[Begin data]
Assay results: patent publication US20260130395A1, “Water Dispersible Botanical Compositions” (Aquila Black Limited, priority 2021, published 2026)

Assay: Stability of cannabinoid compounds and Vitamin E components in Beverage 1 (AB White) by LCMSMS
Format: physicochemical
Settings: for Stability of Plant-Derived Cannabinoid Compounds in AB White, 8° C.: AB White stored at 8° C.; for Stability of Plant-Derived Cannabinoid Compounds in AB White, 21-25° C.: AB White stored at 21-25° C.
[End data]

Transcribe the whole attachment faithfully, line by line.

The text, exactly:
Assay results: patent publication US20260130395A1, “Water Dispersible Botanical Compositions” (Aquila Black Limited, priority 2021, published 2026)

Assay: Stability of cannabinoid compounds and Vitamin E components in Beverage 1 (AB White) by LCMSMS
Format: physicochemical
Settings: for Stability of Plant-Derived Cannabinoid Compounds in AB White, 8° C.: AB White stored at 8° C.; for Stability of Plant-Derived Cannabinoid Compounds in AB White, 21-25° C.: AB White stored at 21-25° C.